The coronavirus outbreak in the Netherlands has claimed its fourth life, the national health institute RIVM said on Tuesday.
Like the others, the latest victim is an elderly patient with underlying health issues, the RIVM said in its daily update.
The total number of confirmed infections in the Netherlands has grown by a further 61 to 382 and the source of 156 infections, including most of the new ones, has not yet been established.
Many of the new cases are again in Noord Brabant province, where the total number of infections has risen to 157.
Tests on 301 members of staff with common cold symptoms at the Elisabeth-TweeSteden Ziekenhuis in Tilburg have identified 28 cases of coronavirus, none of whom were in the risk areas, or who are known to have had contact with another patient, broadcaster RTL said on Tuesday afternoon.
It is not clear if some are included in 61 new cases announced by the RIVM earlier in the day. The RIVM introduced testing on healthcare workers in Brabant in an effort to find out why the disease was spreading in the province. The results in five other hospitals have not yet been made public.
Health minister Bruno Bruins told MPs on Tuesday that the Netherlands is taking the appropriate measures to contain the spread of the disease and that all decisions are based on expert advice.
Some parties have questioned whether the government is doing enough and the anti-immigration PVV, for example, has called for the borders to be closed to people from certain countries and for large events to be cancelled.
If more drastic action is needed, the Netherlands is ready, Bruins said.
On Monday, the government announced new measures to try to stop the spread, and said everyone in the southern province should work from home if at all possible.
Officials say this would appear to be working, with far fewer cars on the roads in rush hour. In addition, thousands of children have been kept home from school because either they or their teachers have symptoms.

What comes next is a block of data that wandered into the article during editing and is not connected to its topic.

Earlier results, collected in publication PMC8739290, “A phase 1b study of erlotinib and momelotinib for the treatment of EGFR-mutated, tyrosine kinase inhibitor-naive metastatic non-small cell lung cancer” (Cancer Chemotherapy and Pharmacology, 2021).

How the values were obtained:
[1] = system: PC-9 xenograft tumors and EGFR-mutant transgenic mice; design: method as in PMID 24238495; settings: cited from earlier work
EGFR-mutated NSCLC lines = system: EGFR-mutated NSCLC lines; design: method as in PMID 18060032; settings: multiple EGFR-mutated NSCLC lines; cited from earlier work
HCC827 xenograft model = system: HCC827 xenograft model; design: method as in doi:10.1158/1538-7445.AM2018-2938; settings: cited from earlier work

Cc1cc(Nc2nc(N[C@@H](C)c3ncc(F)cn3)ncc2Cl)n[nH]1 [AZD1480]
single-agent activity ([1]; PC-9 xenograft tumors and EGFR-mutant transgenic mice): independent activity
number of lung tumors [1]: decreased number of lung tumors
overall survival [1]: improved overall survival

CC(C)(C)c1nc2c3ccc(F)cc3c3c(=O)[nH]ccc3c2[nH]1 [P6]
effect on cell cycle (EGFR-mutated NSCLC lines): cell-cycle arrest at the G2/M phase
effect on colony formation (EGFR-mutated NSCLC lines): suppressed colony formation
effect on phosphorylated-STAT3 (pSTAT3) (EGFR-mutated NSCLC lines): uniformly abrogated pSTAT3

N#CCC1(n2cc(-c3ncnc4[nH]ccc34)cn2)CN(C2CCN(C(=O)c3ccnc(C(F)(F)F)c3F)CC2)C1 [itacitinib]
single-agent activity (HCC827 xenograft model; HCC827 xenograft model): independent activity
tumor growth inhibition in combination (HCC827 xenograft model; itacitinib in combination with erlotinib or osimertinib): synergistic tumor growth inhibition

On Monday, prime minister Mark Rutte said that new hygiene recommendations include a halt to handshakes as a greeting. This, an RIVM spokesman told website Nu.nl, means that physical contact between all but close family members should be avoided, including the customary three-kisses greeting.
ABN Amro bank said on Tuesday that half its staff can work from home from tomorrow in order to reduce the number of people coming in to the office. The other half will work at the office and then make the switch to home working from next week.
In addition, the bank has cancelled all events and work trips and instructed staff not to shake hands with customers. ‘We all want to keep the company operational,’ a spokesman told the Financieele Dagblad.
The bank has a workforce of 18,000 of whom around 80% are based in the Netherlands.
Rabobank has divided the workforce responsible for payment traffic into three teams – one group will work at home, one at the Utrecht headquarters and one will work at regional bank offices. This, the bank says, means payments can still be processed and atms stocked with cash.
Rabobank has also cancelled meetings for more than 50 people.
More events are being postponed. Political party GroenLinks has cancelled its annual party congress, due to have been held in Den Bosch, in Noord-Brabant at the weekend as a precautionary measure.
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